The second phase of testing for Project G.R.E.E.N. has arrived. You'll remember back in the May issue of Circle Track we hauled our GM Performance Parts CT525 down to Mast Motorsports in Nagadoches, Texas, for three solid days of dyno testing. While there, we tested carbureted and fuel-injected configurations of the motor both with and without catalytic converters. We also swapped back and forth between 100-octane race gas and E85. The test results were published in that May issue with a more deeper study on the results conducted in the September issue.

In order to validate our dyno session, we planned on testing the same configurations on the track. The technical report on our findings will be published next month, in the January issue. However, we wanted to show you just how much work went into this test and how we got those results. It's a very interesting story.

Our group of technical experts who participated in the dyno session agreed to come down to Florida and lend their support to an on-track test session at New Smyrna Speedway. As to the car, Marty and Dalton Zehr were kind enough to lend us one of their chassis, the tranny and rearend, and so on, so we could install the engine, dual fuel tanks, and all of the other related hardware and software needed to complete our testing.

The idea is to back up our dyno tests with real on-track laps run at racing speeds, or as close to that as possible. I can tell you that Dalton was as consistent as a driver could possibly be and clicked off laps within several thousandths of each other; more than enough consistency to provide usable data. And, as is always the case, Marty and team member Mark Jones jumped in with all four limbs and worked hard for days on end preparing this car.

The key technical players attending the test were Forrest Jehlik and Danny Bocci, both from Argonne National Laboratories; Dave Kalen, representing Sensors, Inc.; and Horace Mast, owner of Mast Motorsports. Rob Fisher provided support while I worked alongside Marty and his gang at the shop prior to the arrival of our tech staff.

I can say, honestly, that this "build" was extremely difficult due to the fact that we had to fit the engine with the two induction systems along with all of the test equipment, the wiring harness for the computerized ignition and fuel injection controls, and mount the SEMTECH-DS analyzer into the car. We installed two separate fuel tanks to hold the racing gas and the E85 (a blend of 85 percent ethanol and 15 percent gas), all provided by VP Racing fuels. Our fuel line was drained between the runs with each configuration and the fuel pressure had to be adjusted from carb to fuel-injection, or from around 6-8 psi to 60 psi.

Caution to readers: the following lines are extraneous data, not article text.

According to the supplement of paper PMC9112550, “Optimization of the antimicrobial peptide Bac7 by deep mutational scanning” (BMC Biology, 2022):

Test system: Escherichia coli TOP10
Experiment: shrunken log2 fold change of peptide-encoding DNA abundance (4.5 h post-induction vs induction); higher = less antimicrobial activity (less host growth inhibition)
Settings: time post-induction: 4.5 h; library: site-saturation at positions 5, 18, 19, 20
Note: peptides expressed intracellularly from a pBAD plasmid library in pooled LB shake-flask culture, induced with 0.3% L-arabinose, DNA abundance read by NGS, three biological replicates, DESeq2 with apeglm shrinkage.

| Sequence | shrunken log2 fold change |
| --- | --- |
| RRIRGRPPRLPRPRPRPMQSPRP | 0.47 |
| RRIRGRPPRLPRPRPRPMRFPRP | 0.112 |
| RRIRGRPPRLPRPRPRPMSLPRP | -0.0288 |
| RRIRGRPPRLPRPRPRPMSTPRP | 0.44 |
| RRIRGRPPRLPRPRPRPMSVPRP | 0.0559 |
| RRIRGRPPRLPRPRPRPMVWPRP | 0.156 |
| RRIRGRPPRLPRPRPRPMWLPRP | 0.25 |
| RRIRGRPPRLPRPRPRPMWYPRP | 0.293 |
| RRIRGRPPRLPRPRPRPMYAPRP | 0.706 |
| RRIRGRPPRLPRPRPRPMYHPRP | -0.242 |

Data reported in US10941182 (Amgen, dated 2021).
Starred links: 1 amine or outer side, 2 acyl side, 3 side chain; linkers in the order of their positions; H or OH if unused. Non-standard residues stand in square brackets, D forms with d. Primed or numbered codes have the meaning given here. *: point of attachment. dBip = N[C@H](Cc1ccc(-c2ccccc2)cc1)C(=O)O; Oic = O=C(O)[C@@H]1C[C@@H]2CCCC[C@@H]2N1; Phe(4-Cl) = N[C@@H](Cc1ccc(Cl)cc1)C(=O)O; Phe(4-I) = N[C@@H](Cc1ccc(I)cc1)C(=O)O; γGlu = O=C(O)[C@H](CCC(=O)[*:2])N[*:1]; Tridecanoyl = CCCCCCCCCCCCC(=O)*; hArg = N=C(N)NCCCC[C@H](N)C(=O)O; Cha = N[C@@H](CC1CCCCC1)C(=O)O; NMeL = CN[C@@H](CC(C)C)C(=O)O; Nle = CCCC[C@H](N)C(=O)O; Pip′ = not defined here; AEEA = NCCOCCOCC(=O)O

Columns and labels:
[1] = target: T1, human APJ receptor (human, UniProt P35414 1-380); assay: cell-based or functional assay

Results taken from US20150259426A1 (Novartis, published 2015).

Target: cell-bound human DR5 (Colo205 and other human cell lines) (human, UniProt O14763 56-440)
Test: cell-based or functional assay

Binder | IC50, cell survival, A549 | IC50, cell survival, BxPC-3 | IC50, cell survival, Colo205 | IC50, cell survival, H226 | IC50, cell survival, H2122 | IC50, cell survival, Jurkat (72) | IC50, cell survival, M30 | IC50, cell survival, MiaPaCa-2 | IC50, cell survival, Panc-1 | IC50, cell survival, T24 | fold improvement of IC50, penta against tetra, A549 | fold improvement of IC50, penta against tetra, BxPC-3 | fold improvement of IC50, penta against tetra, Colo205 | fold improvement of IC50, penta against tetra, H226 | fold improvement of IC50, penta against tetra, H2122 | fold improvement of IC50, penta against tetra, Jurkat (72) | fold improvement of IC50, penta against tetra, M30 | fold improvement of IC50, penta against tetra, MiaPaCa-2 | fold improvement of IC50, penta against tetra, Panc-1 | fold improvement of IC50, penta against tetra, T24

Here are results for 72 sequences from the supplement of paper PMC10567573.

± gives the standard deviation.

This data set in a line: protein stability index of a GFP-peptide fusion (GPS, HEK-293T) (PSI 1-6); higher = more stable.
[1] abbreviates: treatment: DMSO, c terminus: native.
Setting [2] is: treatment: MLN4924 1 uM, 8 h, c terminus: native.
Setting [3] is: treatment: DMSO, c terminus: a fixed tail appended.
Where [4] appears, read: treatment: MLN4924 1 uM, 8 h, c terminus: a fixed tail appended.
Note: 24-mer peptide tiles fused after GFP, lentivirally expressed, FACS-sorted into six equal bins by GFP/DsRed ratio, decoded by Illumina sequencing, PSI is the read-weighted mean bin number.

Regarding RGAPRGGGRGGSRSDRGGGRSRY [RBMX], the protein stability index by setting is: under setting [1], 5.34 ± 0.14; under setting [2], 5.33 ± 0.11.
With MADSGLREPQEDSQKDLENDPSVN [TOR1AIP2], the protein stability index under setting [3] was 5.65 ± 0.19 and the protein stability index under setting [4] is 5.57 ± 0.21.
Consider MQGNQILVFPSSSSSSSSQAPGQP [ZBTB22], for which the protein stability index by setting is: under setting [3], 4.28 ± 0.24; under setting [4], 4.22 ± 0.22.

All in all, things got done, the crew all came together well, working to complete the assembly on Monday. We made it to the track on Tuesday morning, July 13, for what was to be a very lucky day. Just one rain delay on Wednesday and we were able to complete our testing on Thursday afternoon. Now the team will run the data, compare results and make a full report. The following is a pictorial report on the construction of this great-looking Camaro-bodied car that might just help shape the future of circle track racing.

What Does All Of This Mean?
As an overview, what we are trying to do is some pre-planning for the future. No one knows exactly what the future of circle track racing will be, but we can imagine. If I were to guess, based on past experience, the evolution of racing will follow the car manufacturers' leads. That is, the racing will need to be based on engines and fuel systems that are produced for passenger cars and those that will be readily available.

This fits perfectly with our stock classes. But more than that, we can look forward to Late Model racing becoming more simplistic if we use the FI systems, and more than that, we could be the leaders in implementing green technology while enjoying more power and less noxious emissions. The cost can be as reasonable as the current crate systems once the volume of sales is up and cost is a factor in the economy of today. The Street Stock car of tomorrow will necessarily need to be of the more current designs, meaning FI.

The idea of running FI is not new and was done before. But the use of alternative fuels like the E85 we ran plus using racing cats all add up to a leap forward for short track racing. It's a win-win situation. Now let's see who will step up to the plate and take the lead.

VP Racing Fuels
P.O. Box 47878
San Antonio
TX  78265
Earl's Performance Plumbing
1801 Russellville Road
Bowling Green
KY  42101
1801 Russellville Road
Bowling Green
KY  42101
United States Department of Energy
Phillips Racing Wires
Quick Fuel Technology
129 Dishman Lane
Bowling Green
KY  42101
Comp Cams
3406 Democrat Road
TN  38118
Random Technology
4430 Tuck Road
GA  30052
Schoenfeld Headers
Jones Racing Products
72 Annawanda Road
PA  18942
Hoosier Tire
65465 U.S. 31
IN  46536
FST Performance Products
Quarter Master
510 Telser Rd.
Lake Zurich
IL  60047
Fore Precision Works
63-102 Anna Pl.
NC  27520
E3 Spark Plugs
Ponte Vedra
ATL Racing Fuel Cells
45 Spear Road Industrial Park
NJ  07446
Mast Motorsports
330 NW Stalling Drive
TX  75964
Chevrolet Performance Parts
P.O. Box 33170
MI  48232
Sensors, Inc
925 Tower Ave.
WI  54880
Speedway Motors
340 Victory Lane
ME  68528
Argonne National Laboratories
AR Bodies
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